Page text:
What's on Los Angeles | Index

by Jody Zellen

July 16, 2020

Zoe Walsh
I came to watch the morning rise
June 26 - July 25, 2020

Zoe Walsh

The source for Zoe Walsh's evocative mixed media paintings are photographs from the 1970s that come from the Falcon Studios (producers of gay pornography located in San Francisco). While the original photographs depicted men engaging in sexual activities around swimming pools, Walsh's manipulations transform them into colorful montages that obscure both gender and place. The finished works are layered composites where fragmented silhouettes, palm trees and pool-side architecture are screened separately onto the canvas using a cyan, magenta and yellow color palette which creates hues that glow orange, pink and blue. The pieces call to mind both David Hockney's swimming pools and Monica Majoli's recentt Blueboys -- soft toned, muted watercolor and woodcut transfers based on images of naked men from Blueboy magazine from the mid 1970s. Like Hockney and Majoli, in these paintings Walsh celebrates queer desire, while simultaneously creating a space for trans subjectivity.

The pieces in I came to watch the morning rise not only use appropriated photographs from gay porn, but also take their titles from writings by gay authors Samuel Delany and Marilyn Hacker. The titles guide the interpretations of the works that at first glance appear to be colorful abstractions. In Boys who are not boys, (all works 2020), two translucent orange-yellow silhouettes fill the majority of the composition. They float on top of shimmering light magenta and cyan colored water at a pool's edge. Large transparent-blue rectangles are also silkscreened onto the work dividing it into colored quadrants. Through labored analog and digital processes and purposeful mediation, Walsh transforms the figures so that the original male bodies become more ambiguous allowing for trans identification and proposing trans subjectivity. The collapsing of public and private spaces as well as prescriptive body signifiers is core to Walsh's endeavors.

Walsh's process is to silkscreen multiple image fragments onto the canvases, combining different glazes of gel and color to build up layers with varying degrees of opacity and saturation that emphasize the quality and texture of the painted surface. There is a lush translucency and glint to the images that reinforce the reflective qualities of pool water, making the works simultaneously abstract and representational. Though a narrative can be inferred that imagines the interactions between two or more men at a pool-side gathering, the pieces are not ecstatic or highly sexual, but seductive juxtapositions of color and forms. Walsh explores, "the pool as a threshold space of heightened surveillance, exclusion, unfixed boundaries between public and private, and potentially, pleasure."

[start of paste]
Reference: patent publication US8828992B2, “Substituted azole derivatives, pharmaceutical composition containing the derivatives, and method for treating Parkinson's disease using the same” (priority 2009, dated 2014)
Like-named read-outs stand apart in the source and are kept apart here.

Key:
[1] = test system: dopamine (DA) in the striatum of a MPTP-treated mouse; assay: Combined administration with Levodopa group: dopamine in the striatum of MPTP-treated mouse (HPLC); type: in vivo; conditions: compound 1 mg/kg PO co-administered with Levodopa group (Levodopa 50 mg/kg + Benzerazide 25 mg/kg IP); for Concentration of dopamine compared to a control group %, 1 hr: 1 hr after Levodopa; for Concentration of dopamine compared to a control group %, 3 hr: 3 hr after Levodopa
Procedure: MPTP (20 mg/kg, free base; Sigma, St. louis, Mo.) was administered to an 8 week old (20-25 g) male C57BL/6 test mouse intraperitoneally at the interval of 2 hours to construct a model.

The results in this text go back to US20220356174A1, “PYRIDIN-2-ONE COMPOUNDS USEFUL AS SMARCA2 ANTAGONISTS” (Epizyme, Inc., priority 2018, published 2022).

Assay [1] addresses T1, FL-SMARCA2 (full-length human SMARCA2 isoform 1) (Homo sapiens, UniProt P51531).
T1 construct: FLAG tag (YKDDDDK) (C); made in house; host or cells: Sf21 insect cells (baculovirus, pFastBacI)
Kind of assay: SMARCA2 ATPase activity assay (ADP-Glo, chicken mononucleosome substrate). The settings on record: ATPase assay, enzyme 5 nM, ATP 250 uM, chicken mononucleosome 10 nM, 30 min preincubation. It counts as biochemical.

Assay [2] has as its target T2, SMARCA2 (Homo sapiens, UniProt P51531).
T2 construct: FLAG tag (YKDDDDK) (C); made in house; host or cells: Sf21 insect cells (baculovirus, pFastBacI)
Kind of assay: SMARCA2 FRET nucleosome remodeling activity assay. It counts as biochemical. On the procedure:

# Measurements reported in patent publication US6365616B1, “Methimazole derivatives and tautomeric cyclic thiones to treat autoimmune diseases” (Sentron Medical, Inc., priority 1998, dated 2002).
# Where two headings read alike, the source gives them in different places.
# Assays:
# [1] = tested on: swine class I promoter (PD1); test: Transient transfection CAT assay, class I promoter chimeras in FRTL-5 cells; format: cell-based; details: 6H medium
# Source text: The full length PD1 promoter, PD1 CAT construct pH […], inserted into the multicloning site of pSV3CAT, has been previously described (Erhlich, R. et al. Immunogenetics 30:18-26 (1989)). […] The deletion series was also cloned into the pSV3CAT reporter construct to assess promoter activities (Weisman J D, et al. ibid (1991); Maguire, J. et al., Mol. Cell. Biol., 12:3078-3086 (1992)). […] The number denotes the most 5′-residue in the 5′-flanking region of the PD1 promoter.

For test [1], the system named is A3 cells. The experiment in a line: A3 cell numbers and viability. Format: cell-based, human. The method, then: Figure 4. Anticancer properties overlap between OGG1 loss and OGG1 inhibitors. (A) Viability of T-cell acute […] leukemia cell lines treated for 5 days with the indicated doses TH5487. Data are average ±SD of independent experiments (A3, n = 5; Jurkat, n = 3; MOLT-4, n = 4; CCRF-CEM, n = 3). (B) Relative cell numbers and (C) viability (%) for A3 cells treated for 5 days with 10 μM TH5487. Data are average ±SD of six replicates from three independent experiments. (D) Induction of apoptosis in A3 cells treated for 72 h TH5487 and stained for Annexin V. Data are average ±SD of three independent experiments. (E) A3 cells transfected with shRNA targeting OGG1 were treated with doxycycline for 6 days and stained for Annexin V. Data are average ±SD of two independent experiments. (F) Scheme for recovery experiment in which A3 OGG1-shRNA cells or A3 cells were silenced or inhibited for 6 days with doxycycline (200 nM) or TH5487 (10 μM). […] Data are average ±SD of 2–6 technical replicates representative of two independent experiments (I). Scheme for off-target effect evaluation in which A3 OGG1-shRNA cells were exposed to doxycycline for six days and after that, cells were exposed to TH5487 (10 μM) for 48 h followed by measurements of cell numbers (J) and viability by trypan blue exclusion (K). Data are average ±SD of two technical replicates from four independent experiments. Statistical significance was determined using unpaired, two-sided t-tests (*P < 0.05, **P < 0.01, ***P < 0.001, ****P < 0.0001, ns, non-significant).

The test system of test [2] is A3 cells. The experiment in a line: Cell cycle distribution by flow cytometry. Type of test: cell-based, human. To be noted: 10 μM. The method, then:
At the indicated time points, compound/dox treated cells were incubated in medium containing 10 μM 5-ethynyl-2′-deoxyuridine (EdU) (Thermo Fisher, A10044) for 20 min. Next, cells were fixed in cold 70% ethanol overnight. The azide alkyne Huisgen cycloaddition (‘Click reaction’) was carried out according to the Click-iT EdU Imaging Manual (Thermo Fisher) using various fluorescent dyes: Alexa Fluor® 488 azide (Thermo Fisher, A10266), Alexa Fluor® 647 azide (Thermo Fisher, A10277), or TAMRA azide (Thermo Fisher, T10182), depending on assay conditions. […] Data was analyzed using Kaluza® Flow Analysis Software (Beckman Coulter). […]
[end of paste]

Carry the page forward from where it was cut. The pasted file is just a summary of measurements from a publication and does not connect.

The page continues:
The arrangement of figures and architecture in I should have followed Carol, references both interior and exterior spaces. While the primary subject is a figure sitting by the edge of a pool, Walsh depicts other scenarios containing these silhouetted figures— casually posed together and alone, as well as engaging in intimate acts. In the distance are faded trees and the walls of a cabana or home that protects the privacy of the poolside environment. In Walsh's work, the viewer feels like a voyeur who has inadvertently happened upon a moment of lush and vivid intimacy. The way Walsh repeats elements both within and across the canvases creates a sense of familiarity. The works explore the place where sensuality, sexuality and architecture collide. Though graphically striking, the pieces are surprisingly subtle. Walsh transforms intimate moments from the past, originally captured on film, into a vivid present, infusing these moments with the presence of light and a sense of ambiguity, as well as an acceptance of queer and trans life.